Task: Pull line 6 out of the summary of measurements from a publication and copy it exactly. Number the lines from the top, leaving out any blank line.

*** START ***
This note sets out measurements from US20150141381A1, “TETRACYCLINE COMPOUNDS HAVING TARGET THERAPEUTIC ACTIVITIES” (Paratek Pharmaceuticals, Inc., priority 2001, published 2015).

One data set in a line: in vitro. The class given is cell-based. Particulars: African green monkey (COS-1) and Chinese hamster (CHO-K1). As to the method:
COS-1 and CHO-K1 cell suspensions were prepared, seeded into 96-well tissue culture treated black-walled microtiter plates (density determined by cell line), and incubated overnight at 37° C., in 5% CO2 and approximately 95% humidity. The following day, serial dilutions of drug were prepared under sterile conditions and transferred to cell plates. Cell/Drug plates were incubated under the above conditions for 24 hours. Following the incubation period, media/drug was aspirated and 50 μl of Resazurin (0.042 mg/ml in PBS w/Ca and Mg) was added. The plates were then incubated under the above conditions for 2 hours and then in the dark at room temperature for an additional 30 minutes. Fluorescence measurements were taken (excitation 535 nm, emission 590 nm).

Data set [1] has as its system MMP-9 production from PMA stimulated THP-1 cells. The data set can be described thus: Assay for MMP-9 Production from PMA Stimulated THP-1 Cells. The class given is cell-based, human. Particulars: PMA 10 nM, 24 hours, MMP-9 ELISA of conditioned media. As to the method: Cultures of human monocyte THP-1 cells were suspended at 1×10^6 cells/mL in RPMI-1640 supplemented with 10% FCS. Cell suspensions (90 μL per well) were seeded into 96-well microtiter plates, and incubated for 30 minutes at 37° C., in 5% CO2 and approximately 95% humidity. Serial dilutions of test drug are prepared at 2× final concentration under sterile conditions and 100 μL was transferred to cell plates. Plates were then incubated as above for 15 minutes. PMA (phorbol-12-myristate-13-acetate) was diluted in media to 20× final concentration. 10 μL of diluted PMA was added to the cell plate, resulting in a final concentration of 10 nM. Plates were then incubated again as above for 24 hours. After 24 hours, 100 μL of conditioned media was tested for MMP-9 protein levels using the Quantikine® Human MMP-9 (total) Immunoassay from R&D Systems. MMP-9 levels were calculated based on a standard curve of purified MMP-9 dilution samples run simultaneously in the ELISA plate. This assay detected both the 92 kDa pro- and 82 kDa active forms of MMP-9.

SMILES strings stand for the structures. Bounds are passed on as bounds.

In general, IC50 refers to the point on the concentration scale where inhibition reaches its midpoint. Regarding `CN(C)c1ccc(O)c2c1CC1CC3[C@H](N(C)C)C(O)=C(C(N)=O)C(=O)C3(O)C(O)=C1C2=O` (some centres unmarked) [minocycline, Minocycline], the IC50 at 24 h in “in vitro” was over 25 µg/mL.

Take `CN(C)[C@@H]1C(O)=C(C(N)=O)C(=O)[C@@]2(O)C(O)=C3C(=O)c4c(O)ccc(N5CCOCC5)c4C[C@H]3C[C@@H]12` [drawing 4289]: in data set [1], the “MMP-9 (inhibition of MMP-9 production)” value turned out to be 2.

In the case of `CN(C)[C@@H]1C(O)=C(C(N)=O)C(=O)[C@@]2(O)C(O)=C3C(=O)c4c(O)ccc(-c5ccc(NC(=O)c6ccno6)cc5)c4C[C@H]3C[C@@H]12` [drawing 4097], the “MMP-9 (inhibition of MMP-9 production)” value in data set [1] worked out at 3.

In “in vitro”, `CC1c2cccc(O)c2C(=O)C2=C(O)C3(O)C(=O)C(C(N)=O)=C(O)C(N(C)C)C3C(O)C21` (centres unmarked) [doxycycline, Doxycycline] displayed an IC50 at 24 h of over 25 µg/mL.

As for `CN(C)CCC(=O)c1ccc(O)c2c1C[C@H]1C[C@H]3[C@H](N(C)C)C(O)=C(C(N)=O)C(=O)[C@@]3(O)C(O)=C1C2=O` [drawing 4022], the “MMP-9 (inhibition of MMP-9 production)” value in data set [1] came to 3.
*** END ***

In general, IC50 refers to the point on the concentration scale where inhibition reaches its midpoint. Regarding `CN(C)c1ccc(O)c2c1CC1CC3[C@H](N(C)C)C(O)=C(C(N)=O)C(=O)C3(O)C(O)=C1C2=O` (some centres unmarked) [minocycline, Minocycline], the IC50 at 24 h in “in vitro” was over 25 µg/mL.